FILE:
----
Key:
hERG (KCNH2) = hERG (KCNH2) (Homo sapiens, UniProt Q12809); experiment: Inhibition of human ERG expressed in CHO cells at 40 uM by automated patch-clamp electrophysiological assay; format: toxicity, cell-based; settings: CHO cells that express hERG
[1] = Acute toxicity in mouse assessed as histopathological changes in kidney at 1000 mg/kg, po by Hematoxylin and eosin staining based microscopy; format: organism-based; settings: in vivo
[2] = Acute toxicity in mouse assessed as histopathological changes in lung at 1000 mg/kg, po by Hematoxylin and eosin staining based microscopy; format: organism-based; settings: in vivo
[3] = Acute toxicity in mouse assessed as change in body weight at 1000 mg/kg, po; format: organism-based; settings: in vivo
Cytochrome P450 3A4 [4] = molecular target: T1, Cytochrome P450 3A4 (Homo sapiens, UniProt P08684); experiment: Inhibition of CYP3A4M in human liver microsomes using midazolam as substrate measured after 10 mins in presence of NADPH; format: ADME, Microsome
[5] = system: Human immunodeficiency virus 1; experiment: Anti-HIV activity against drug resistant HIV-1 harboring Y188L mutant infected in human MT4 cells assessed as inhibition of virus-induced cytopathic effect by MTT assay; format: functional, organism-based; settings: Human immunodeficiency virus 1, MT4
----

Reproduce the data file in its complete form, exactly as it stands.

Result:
Key:
hERG (KCNH2) = hERG (KCNH2) (Homo sapiens, UniProt Q12809); experiment: Inhibition of human ERG expressed in CHO cells at 40 uM by automated patch-clamp electrophysiological assay; format: toxicity, cell-based; settings: CHO cells that express hERG
[1] = Acute toxicity in mouse assessed as histopathological changes in kidney at 1000 mg/kg, po by Hematoxylin and eosin staining based microscopy; format: organism-based; settings: in vivo
[2] = Acute toxicity in mouse assessed as histopathological changes in lung at 1000 mg/kg, po by Hematoxylin and eosin staining based microscopy; format: organism-based; settings: in vivo
[3] = Acute toxicity in mouse assessed as change in body weight at 1000 mg/kg, po; format: organism-based; settings: in vivo
Cytochrome P450 3A4 [4] = molecular target: T1, Cytochrome P450 3A4 (Homo sapiens, UniProt P08684); experiment: Inhibition of CYP3A4M in human liver microsomes using midazolam as substrate measured after 10 mins in presence of NADPH; format: ADME, Microsome
[5] = system: Human immunodeficiency virus 1; experiment: Anti-HIV activity against drug resistant HIV-1 harboring Y188L mutant infected in human MT4 cells assessed as inhibition of virus-induced cytopathic effect by MTT assay; format: functional, organism-based; settings: Human immunodeficiency virus 1, MT4